Nebraska surrendered its most points of the season in a 31-10 loss to Texas Tech six games ago, but hasn't allowed more than 17 since and is on a four-game winning streak.
By the numbers, then, the young and inconsistent Buffs offense appears overmatched. But it has shown a pulse recently, particularly in the passing game. In the three most recent games, CU has averaged 256 air yards with five touchdown passes.
However, protection has been a problem for the Buffs, who are No. 117 (out of 120 teams) in the FBS in sacks allowed (3.91 a game). And the problem could be amplified Friday if Nebraska tackles Ndamukong Suh and Jared Crick, who have 15.5 sacks between them and the team's co-leaders in tackles (65 each), aren't blocked.
The Cornhuskers have run hot and cold offensively, ranking 10th in the Big 12 Conference in total offense (345.5 yards a game) and eighth in scoring offense (25.4 points). But they do have a capable I-back in Roy Helu, Jr. (96.1 yards a game) and quarterback Zac Lee is averaging 185.8 passing yards a game (12 touchdowns, 7 interceptions).
Nebraska's biggest concern, though, might be making Friday's game meaningful. The Huskers already have clinched their first outright North title under second-year coach Bo Pelini and will meet South Division champ Texas on Dec. 5 for the conference championship.
Pelini has spent much of the week assuring that his team won't overlook a three-win opponent on its way to Dallas.
"I always say that the toughest thing as a coach is keeping your guys on track in a day-to-day manner," he said. "Make sure they're focused on the task at hand . . . we have to get better this week in preparation for the next step."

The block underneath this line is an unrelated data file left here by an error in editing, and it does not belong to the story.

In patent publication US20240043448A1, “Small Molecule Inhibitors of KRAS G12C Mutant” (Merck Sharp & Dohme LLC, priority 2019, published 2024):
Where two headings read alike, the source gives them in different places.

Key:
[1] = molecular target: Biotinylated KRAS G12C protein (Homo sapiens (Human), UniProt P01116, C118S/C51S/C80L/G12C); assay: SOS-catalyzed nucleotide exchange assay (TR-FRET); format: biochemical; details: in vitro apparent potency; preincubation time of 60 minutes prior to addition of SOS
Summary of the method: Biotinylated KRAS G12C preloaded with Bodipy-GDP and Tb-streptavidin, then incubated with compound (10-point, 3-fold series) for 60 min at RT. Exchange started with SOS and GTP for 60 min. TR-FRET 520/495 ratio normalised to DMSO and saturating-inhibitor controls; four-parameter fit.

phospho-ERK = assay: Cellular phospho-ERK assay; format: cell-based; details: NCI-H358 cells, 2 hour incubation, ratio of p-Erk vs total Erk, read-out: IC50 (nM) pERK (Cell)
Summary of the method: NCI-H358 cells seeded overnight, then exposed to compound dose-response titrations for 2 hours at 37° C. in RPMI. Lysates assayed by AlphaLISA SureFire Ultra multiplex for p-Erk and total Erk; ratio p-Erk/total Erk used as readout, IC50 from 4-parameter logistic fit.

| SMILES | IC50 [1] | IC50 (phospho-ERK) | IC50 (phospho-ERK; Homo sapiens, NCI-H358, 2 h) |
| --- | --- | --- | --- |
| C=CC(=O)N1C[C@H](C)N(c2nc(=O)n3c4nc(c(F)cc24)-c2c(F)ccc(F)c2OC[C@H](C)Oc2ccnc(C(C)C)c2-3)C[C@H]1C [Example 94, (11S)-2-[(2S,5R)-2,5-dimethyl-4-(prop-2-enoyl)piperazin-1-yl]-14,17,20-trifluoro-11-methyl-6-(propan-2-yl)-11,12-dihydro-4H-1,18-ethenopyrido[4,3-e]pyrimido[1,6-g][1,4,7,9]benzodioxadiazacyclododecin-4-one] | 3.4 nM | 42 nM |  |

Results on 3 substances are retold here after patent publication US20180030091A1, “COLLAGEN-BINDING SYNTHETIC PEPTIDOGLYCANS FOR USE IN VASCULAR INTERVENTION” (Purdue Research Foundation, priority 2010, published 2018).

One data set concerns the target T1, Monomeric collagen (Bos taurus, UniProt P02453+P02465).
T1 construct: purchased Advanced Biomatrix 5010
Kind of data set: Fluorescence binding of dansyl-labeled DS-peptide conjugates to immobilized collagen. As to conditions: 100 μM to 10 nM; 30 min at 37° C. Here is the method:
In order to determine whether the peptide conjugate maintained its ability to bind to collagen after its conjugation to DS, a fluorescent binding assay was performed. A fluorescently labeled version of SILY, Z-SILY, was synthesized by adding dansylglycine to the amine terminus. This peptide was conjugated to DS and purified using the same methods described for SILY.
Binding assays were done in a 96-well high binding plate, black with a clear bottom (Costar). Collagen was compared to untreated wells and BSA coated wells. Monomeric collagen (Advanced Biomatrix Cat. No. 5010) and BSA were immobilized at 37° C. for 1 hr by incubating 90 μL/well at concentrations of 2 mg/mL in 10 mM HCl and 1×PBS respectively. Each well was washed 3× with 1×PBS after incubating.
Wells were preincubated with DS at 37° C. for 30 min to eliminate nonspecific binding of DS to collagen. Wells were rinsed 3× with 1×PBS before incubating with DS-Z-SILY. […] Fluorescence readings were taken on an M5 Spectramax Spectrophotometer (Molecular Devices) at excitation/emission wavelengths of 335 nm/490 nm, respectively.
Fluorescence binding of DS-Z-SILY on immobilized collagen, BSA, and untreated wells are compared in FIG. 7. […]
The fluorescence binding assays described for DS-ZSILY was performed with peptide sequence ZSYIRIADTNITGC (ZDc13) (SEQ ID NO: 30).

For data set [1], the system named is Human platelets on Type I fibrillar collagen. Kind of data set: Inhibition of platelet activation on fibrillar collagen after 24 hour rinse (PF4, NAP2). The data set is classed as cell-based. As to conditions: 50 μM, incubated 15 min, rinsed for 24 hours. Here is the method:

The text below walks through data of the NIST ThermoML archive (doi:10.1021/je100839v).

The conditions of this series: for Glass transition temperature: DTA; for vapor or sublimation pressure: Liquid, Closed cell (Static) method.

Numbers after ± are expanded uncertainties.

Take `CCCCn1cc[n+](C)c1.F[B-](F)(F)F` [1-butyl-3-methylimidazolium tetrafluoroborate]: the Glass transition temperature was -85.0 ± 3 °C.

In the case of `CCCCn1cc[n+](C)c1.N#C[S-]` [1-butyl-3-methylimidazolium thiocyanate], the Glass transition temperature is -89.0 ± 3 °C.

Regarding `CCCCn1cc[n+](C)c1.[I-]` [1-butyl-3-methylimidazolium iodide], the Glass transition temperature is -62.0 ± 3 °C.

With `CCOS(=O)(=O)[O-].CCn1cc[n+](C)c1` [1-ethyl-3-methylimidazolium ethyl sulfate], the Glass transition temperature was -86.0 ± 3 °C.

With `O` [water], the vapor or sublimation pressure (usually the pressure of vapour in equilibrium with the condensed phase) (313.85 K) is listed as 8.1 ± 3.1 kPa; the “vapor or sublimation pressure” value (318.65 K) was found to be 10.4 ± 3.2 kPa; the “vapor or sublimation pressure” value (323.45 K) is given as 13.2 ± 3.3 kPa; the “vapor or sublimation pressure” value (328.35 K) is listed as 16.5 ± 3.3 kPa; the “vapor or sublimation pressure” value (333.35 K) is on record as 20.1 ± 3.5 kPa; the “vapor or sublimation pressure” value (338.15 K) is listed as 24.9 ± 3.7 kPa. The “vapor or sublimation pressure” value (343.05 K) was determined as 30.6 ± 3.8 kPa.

Pelini expects the Buffs "to play their best football game of the year, so you have to meet that challenge head on."
CU's players have focused on finishing strong against their rival and heading into what must be a productive off-season on an upbeat note instead of prolonging the outside negativity of the past two months.
"I think unless you're kind of entrenched in it and see what goes on behind the scenes, then you don't really know exactly what goes on," receiver Scotty McKnight said. "I mean, everyone has the right to their own opinion. I see why it's been disappointing, and as a player it's even more disappointing for someone who invests so much time to come out winning three games to this point.
"That's tough on me, this team . . . it's a tough thing to deal with."
If the Buffs can win Friday, McKnight said, "Maybe some people will back off (of Hawkins) a little bit. But everyone's different; some people probably have made up their minds about what they want to have happen. That's not a lot of stuff we can control.
"I had a long talk with my dad about all of this and he said, 'Hey, control what you can control. Don't start thinking about the outside stuff because it'll only affect the way you play.'"
As erratic as they've often been through 11 games, the Buffs don't need anything else to affect Game 12. Maybe receiving an answer on their coach's future will help settle them.